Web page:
As soon as the match ended, we got an interview with FTR. Cash spoke first and said they lost their chance at making history at Dynamite. Dax chimed in and said they are the most wild animals in the world. Dax said they are going to finish the FTR/Briscoes history at Final Battle. After that, we got a promo from Ortiz and Eddie Kingston. Ortiz talked about how he’s worked hard to be respected. They aimed their comments at House of Black.
McGuire’s Musings: The women’s match was fine. It dawned on me that people seem to forget that Shida was a champion in AEW and when she wrestles, it should have more weight than it sometimes has. Her winning here to go on and face Hayter should be a very good match and a very good tone-setting bout for Hayter’s reign as champion. I’m not sure if they were teasing a Ford/Bunny breakup because of that wayward kick near the finish of the match, but if they did, I think both could do well by it. Meanwhile, the tag squash was what it should be and count me among those who would like to see Big Bill and Lee Moriarty get a bit of a tag push. It makes sense, it would elevate The Firm and it would give two very good and always-improving wresters reason to be on TV more often. Kingston and Ortiz worked with House of Black? I don’t know about that.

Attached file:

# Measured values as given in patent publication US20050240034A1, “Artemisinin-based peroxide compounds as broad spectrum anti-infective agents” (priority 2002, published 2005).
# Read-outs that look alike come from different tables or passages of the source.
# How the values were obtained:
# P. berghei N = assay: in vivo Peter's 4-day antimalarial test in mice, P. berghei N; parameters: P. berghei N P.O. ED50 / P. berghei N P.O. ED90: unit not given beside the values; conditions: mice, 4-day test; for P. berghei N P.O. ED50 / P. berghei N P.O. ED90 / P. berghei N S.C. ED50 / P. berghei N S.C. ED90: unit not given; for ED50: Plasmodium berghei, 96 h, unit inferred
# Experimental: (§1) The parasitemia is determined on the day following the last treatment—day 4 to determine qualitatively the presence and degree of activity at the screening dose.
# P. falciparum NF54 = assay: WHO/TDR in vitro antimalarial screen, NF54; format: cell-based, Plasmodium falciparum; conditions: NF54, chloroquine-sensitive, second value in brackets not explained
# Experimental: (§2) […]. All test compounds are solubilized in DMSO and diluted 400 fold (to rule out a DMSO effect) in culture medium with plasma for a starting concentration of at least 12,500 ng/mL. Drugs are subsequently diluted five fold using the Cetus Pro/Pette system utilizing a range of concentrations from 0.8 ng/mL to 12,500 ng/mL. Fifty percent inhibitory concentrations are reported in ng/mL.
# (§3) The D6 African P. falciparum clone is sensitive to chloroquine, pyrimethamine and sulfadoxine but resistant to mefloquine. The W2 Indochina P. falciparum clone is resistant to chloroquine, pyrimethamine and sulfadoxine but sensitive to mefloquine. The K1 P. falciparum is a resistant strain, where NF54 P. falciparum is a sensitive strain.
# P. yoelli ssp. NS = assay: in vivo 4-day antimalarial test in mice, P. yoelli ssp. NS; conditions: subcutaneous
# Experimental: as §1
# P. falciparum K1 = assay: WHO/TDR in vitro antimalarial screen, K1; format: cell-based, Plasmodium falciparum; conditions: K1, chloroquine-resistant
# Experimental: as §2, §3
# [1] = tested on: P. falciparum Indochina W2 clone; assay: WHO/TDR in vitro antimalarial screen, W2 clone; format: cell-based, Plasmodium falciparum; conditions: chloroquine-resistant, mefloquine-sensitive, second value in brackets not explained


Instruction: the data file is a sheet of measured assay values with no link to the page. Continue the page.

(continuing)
Back from break, we got the Mark Henry segment. Henry asked Kip Sabian why Sabian wouldn’t face Orange Cassidy himself and Sabian said he found someone from across the pond to bring class to the title. Cassidy was dismissive, of course. Sabian called out Danhausen and Danhausen appeared with Mark Henry in his screen. The two argued over who would say “It’s time for the main event,” and Henry said it. We then got a Tony of matches announced for the Final Battle pre-show. We got a promo from Shane Taylor, who said STP went onto revolutionize the six-man tag titles. From there, we got the rundown of the Winter Is Coming card and we didn’t get anything new announced.